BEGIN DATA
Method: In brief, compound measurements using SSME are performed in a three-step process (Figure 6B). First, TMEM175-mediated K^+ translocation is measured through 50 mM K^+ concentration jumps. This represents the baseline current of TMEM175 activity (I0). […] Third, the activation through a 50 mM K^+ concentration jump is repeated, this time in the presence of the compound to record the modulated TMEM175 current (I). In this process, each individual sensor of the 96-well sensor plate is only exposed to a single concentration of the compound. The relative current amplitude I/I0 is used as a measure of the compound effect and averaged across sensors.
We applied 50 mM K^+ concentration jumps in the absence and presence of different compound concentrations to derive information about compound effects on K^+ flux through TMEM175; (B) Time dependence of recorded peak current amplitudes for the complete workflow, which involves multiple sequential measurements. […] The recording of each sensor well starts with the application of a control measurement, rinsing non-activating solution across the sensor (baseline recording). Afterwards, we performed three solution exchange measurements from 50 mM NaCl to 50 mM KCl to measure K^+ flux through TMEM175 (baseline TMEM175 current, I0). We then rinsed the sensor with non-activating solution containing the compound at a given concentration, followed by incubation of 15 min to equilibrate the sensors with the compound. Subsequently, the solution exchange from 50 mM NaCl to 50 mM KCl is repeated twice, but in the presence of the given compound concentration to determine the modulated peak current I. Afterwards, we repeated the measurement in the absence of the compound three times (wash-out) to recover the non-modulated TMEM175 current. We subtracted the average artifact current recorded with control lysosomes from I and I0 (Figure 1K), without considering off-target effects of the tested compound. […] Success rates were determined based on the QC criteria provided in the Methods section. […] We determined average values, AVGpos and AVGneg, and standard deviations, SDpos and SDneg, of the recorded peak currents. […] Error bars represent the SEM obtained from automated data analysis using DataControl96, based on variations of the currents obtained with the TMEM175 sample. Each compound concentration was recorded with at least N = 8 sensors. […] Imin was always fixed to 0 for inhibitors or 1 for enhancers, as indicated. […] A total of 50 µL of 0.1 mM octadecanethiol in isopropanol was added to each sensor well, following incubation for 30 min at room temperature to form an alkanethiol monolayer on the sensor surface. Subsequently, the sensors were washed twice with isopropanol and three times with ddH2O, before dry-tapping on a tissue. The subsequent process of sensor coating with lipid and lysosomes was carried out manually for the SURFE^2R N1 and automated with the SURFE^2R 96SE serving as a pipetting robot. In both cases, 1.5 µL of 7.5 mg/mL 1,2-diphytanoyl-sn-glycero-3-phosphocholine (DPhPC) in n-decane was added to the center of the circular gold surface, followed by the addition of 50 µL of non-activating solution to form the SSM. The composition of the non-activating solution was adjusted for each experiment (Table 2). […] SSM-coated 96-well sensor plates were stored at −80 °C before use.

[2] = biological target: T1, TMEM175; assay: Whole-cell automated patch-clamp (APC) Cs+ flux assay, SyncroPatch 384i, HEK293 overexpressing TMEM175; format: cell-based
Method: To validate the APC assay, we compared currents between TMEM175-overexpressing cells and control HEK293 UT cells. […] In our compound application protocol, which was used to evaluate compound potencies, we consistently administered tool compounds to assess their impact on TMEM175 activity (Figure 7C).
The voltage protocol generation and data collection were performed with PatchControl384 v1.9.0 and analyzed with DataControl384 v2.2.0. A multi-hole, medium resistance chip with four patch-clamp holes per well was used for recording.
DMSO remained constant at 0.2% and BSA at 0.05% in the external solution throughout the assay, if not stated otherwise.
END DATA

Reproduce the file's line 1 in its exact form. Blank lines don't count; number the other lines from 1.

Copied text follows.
Method: In brief, compound measurements using SSME are performed in a three-step process (Figure 6B). First, TMEM175-mediated K^+ translocation is measured through 50 mM K^+ concentration jumps. This represents the baseline current of TMEM175 activity (I0). […] Third, the activation through a 50 mM K^+ concentration jump is repeated, this time in the presence of the compound to record the modulated TMEM175 current (I). In this process, each individual sensor of the 96-well sensor plate is only exposed to a single concentration of the compound. The relative current amplitude I/I0 is used as a measure of the compound effect and averaged across sensors.